We evaluated the prognostic significance of mediastinal involvement in Hodgkin's disease in 79 consecutive newly diagnosed patients treated with curative‐intent, nodal radiotherapy. Mediastinal masses were classified large or small depending on whether the ratio of the largest transverse diameter of the mass to the transverse diameter of the thorax at T5–6 was >.35. Forty‐eight patients had mediastinal disease; 20 had large masses, and 28 small masses. Complete remissions were achieved in 19 patients with large masses, 26 with small masses and all patients with no mediastinal masses. Relapses have occurred in 74% of patients with large masses but in only 27% with small masses and 19% without masses (P < .001). This high recurrence rate among patients with large masses could not be explained by other known adverse prognostic factors. Survival was adversely influenced by mediastinal mass size (P = .03). We conclude that curative‐intent, nodal irradiation is inadequate therapy for patients with large mediastinal masses. Controlled studies are needed to determine if survival can be improved by the addition of chemotherapy or whole lung irradiation.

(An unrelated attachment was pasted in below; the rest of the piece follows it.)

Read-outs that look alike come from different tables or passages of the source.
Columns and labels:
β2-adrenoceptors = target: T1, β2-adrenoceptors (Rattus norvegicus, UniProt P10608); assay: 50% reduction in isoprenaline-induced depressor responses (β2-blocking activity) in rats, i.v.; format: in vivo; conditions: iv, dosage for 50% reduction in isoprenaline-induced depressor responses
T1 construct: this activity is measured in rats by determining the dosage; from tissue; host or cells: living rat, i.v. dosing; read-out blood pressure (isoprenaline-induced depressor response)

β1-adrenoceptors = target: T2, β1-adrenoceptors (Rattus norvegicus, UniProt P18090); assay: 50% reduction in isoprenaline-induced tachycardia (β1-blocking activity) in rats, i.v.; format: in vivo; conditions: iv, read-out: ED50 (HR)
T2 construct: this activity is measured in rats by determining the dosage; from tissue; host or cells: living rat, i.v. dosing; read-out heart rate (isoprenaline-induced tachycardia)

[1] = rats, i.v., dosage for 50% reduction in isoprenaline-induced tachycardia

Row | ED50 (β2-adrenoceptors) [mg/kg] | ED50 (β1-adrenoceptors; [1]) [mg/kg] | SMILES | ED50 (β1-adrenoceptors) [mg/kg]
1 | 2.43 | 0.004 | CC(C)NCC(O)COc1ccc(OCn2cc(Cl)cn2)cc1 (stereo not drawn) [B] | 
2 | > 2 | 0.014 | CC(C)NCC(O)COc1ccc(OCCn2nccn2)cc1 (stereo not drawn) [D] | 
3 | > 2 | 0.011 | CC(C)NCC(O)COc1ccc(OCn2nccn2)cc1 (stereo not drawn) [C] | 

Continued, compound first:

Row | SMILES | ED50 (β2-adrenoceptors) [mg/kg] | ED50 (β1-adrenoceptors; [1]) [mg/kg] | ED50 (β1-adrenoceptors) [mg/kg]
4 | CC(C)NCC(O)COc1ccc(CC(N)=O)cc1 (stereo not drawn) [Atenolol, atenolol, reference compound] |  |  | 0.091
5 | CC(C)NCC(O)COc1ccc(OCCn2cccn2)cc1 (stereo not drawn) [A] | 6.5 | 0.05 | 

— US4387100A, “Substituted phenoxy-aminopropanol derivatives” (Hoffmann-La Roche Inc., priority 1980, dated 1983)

|Original language||English (US)|
|Number of pages||7|
|State||Published - Dec 1 1980|